A Sketch Of The Modern Languages Of The East Indies

Overview

Purchase of this book includes free trial access to www.million-books.com where you can read more than a million books for free.
This is an OCR edition with typos.
Excerpt from book:
CHAPTER V. TIBETO-BURMAN FAMILY. I Approach the Tibeto-Burman Family with some misgivings, for the Field is imperfectly explored, it is unusually extensive, and the classification is new, and I have no authority to follow, as in ...
See more details below
This Paperback is Not Available through BN.com
Sending request ...

Overview

Purchase of this book includes free trial access to www.million-books.com where you can read more than a million books for free.
This is an OCR edition with typos.
Excerpt from book:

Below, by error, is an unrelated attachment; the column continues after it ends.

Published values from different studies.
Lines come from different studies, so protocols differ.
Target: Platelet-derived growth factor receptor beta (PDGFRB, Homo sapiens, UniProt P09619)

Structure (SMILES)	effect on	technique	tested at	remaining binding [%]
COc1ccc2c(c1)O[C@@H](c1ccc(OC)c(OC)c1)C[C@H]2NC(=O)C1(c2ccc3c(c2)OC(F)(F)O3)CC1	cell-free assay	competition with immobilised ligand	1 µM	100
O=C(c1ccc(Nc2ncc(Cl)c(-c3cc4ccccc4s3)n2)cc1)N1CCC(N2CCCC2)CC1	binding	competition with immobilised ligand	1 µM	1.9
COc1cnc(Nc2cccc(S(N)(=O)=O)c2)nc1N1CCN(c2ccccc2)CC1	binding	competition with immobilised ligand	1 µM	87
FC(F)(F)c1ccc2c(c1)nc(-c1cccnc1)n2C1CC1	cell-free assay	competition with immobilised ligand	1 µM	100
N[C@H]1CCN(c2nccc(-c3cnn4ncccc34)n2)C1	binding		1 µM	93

CHAPTER V. TIBETO-BURMAN FAMILY. I Approach the Tibeto-Burman Family with some misgivings, for the Field is imperfectly explored, it is unusually extensive, and the classification is new, and I have no authority to follow, as in the three preceding Families. Little has been done in the way of classifying and arranging since the date of Max Mailer's letter to Bunsen on the Turanian Languages a quarter of a century ago, yet in some parts of the Field our geographical, ethnical, and linguistic knowledge has so extended, that a reprint of that letter would do more harm than good. It is my present task to indicate, what has been done, and what remains to be done, and I see signs that something more will soon be done. The interior grouping of the members of this enormous Family must for the present be based upon geographical considerations, and upon no other. It extends from the Eiver Indus and the frontier of Dardistan, already described in the Aryan Family, in a South-Easterly direction to the Eiver Mekong and the Isthmus of Kraw, in Siam. It embraces the whole length of the Himalaya range and the kingdom of Tibet, and portion of Yunan in China beyond. It is admitted, that there is a linguistic affinity connecting seven groups out of the eight, which make up this Family. The old phrase of Hodgson, " Tamulic," must be abandoned, as based on an error admitted by that scholar; the term Turanian is decidedly objectionable, as implying too much; the proposed subdivision of Max Muller into Gangetic, and Lohi- tic, would at best only apply to part of the Field, and is inappropriate. We must fall back upon a compound name, formed from the two leading Languages of the Northern and Southern branches of the Family. It is a positive fact, that Tibetan and Burmese are the only two great lit...